Governor Jerry Brown signed a new pay equity law on October 6, 2015, SB 358, subjecting California employers to a stricter standard for gender pay equality. Before the governor signed the law, it passed the state legislature with broad support. It’s considered the most aggressive equal pay law in the nation, and means that California employers should start preparing immediately to comply.
SB 358 effectively requires employers to pay male and female employees the same wages for doing the same jobs. It amends California’s Equal Pay Act and says employers cannot pay employees of one sex lower than employees of the opposite sex for “substantially similar work, when viewed as a composite of skill, effort, and responsibility, and performed under similar working conditions.”
The law is allowing some exceptions if an employer can justify a pay differential as a true factor other than gender. To do this, an employer must prove three things: that the reason for the pay difference is not based on or from a sex-based differential in compensation, is job-related in the position, and is tied to a business necessity.
The law defines “business necessity” as an “overriding legitimate business purpose such that the factor relied upon effectively fulfills the business purpose it is supposed to serve.”
For example, an employer may be able to avoid liability for wage differential if it can prove that the difference is based on the following:
Employers trying to keep the difference in wages in place in their businesses should be aware that if the employee shows that an alternative practice exists that serves the same business purpose without requiring the wage difference, the exception will not apply.
California’s existing equal pay law has tough standards for employees to prove unequal pay and makes it difficult for them to sue employers over wage differences. The new law, however, makes it easier to prove pay equity issues and is expected to trigger unequal pay lawsuits very quickly.
SB 358 makes it easier for employees to show that jobs across the company involve “substantially similar work,” even at differing locations. This brings up a question of whether a comparison to jobs outside of California will be permissible, opening employers to even further liability in gender pay equity issues.
The new law allows employees to pursue unequal pay claims through the Labor Commissioner or in lawsuits. That means that an employee who successfully proves the pay differential exists can recover the pay differential plus an additional equal amount as liquidated damages.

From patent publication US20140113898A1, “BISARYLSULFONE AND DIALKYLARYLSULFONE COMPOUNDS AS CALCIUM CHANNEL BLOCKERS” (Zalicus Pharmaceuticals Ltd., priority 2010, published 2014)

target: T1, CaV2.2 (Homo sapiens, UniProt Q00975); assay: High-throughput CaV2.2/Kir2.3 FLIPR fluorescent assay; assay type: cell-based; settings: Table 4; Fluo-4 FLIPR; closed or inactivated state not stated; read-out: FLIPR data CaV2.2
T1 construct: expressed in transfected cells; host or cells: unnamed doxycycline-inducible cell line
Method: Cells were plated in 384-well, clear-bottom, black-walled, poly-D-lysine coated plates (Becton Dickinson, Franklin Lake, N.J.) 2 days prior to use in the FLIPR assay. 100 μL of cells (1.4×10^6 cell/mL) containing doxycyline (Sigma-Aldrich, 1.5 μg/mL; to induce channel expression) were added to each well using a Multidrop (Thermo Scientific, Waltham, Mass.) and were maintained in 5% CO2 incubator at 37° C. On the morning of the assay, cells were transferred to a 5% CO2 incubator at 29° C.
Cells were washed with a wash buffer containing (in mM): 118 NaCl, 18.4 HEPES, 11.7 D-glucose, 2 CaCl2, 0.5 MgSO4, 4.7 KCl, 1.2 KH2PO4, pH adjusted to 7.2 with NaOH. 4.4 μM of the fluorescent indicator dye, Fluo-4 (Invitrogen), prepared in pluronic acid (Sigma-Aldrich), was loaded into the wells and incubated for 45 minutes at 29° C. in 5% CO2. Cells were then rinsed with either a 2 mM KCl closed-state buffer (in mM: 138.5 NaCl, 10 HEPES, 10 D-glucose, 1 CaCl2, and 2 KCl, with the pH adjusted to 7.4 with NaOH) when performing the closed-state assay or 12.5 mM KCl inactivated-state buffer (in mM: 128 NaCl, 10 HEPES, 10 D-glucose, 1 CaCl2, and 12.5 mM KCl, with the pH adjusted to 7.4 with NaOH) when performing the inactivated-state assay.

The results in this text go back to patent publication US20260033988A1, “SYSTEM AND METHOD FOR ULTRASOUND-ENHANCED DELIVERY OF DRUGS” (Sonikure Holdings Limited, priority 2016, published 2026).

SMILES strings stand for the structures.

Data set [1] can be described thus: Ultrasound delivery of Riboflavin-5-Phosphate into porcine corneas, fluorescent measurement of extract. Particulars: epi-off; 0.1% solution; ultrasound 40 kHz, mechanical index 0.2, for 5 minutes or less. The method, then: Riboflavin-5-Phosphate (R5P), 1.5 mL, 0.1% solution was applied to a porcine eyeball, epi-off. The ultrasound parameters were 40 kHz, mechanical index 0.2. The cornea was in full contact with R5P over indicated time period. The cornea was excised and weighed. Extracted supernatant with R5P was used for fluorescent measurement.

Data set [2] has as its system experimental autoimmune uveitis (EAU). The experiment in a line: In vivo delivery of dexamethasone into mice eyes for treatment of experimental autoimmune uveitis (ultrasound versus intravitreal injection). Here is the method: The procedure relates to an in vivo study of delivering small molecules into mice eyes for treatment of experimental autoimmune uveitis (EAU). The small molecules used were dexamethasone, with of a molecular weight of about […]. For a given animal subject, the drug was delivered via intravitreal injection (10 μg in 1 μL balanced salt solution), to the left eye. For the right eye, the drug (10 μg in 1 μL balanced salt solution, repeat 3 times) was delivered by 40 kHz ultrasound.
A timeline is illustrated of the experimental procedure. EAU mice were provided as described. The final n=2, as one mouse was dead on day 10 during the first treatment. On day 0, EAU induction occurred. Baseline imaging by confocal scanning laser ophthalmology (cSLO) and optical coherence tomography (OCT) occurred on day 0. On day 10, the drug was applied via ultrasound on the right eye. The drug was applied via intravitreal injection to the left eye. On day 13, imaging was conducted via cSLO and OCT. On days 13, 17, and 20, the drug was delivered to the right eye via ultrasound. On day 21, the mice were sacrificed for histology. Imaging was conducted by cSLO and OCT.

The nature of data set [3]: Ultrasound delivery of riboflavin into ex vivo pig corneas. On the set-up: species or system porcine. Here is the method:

In addition to two times the pay differential, employees who sue under SB 358 can also get interest, litigation costs, and attorneys’ fees awarded, regardless of an agreement by the employee to work at a lower rate of pay.
The new law requires wage transparency and prohibits employers from preventing employees from disclosing their own wages to others, discussing their wages, or inquiring about the wages of another employee. The law does not, however, require the employer to disclose another employee’s wages or make the employee disclose his or her own wages in response to a co-worker’s inquiry.
AB 1017 is a related bill under consideration by the governor. AB 1017 prohibits an employer from seeking salary history information, including compensation and benefits, about an applicant for employment. It doesn’t allow in-person inquiries or inquiries through recruiters or placement agencies either, to prevent perpetuating sex-based pay differentials. This is a common discussion in recruiting and hiring and should be watched carefully as it could affect employment verification processes as well.
The new law becomes effective January 1, 2016, but California employers should begin preparing now to review their pay practices and make any changes necessary for compliance.
Employers should examine their pay rates for the same or similar jobs with males and females doing the work, looking for disparities based on sex.
If disparities exist, they should be further reviewed to see whether they can be justified with the three qualifications under the new law. As with any review of wage and hour issues, the analysis should be conducted with an attorney for accuracy and confidentiality.
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